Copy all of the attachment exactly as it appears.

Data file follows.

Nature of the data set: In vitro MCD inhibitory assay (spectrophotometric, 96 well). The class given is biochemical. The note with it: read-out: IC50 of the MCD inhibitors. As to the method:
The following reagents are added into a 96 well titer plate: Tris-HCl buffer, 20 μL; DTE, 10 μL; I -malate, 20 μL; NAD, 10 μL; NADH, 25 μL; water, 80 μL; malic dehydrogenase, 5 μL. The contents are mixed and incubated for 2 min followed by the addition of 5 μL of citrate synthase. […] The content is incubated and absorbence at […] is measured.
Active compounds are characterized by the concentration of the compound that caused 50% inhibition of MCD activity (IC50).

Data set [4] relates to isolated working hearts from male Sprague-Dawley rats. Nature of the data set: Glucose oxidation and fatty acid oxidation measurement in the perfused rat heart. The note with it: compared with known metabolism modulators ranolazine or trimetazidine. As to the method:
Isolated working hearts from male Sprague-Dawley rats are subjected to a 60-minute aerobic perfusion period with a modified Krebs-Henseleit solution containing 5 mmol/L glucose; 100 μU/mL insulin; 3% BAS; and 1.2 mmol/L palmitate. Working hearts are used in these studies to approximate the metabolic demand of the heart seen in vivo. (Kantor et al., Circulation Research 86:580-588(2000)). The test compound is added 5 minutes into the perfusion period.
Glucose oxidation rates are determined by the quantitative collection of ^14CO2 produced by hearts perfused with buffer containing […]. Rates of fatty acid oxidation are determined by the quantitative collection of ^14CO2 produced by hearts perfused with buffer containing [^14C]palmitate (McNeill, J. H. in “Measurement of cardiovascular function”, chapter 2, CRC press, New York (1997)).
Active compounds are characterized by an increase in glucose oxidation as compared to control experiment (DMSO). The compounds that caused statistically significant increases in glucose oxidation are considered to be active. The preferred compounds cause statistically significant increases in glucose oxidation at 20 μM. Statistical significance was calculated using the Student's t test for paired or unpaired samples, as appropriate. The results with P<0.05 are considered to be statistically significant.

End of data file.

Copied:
Nature of the data set: In vitro MCD inhibitory assay (spectrophotometric, 96 well). The class given is biochemical. The note with it: read-out: IC50 of the MCD inhibitors. As to the method:
The following reagents are added into a 96 well titer plate: Tris-HCl buffer, 20 μL; DTE, 10 μL; I -malate, 20 μL; NAD, 10 μL; NADH, 25 μL; water, 80 μL; malic dehydrogenase, 5 μL. The contents are mixed and incubated for 2 min followed by the addition of 5 μL of citrate synthase. […] The content is incubated and absorbence at […] is measured.
Active compounds are characterized by the concentration of the compound that caused 50% inhibition of MCD activity (IC50).

Data set [4] relates to isolated working hearts from male Sprague-Dawley rats. Nature of the data set: Glucose oxidation and fatty acid oxidation measurement in the perfused rat heart. The note with it: compared with known metabolism modulators ranolazine or trimetazidine. As to the method:
Isolated working hearts from male Sprague-Dawley rats are subjected to a 60-minute aerobic perfusion period with a modified Krebs-Henseleit solution containing 5 mmol/L glucose; 100 μU/mL insulin; 3% BAS; and 1.2 mmol/L palmitate. Working hearts are used in these studies to approximate the metabolic demand of the heart seen in vivo. (Kantor et al., Circulation Research 86:580-588(2000)). The test compound is added 5 minutes into the perfusion period.
Glucose oxidation rates are determined by the quantitative collection of ^14CO2 produced by hearts perfused with buffer containing […]. Rates of fatty acid oxidation are determined by the quantitative collection of ^14CO2 produced by hearts perfused with buffer containing [^14C]palmitate (McNeill, J. H. in “Measurement of cardiovascular function”, chapter 2, CRC press, New York (1997)).
Active compounds are characterized by an increase in glucose oxidation as compared to control experiment (DMSO). The compounds that caused statistically significant increases in glucose oxidation are considered to be active. The preferred compounds cause statistically significant increases in glucose oxidation at 20 μM. Statistical significance was calculated using the Student's t test for paired or unpaired samples, as appropriate. The results with P<0.05 are considered to be statistically significant.